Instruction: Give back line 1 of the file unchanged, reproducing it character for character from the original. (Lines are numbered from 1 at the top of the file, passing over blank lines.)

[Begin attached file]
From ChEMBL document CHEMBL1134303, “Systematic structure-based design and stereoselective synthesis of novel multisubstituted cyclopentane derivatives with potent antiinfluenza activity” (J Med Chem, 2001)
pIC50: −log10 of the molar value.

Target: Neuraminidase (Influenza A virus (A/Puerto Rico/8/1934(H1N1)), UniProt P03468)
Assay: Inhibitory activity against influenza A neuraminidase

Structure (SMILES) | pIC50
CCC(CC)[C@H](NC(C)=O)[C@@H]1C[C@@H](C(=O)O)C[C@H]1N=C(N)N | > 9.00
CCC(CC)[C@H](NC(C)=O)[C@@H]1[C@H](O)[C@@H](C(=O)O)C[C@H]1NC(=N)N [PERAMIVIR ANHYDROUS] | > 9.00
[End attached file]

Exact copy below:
From ChEMBL document CHEMBL1134303, “Systematic structure-based design and stereoselective synthesis of novel multisubstituted cyclopentane derivatives with potent antiinfluenza activity” (J Med Chem, 2001)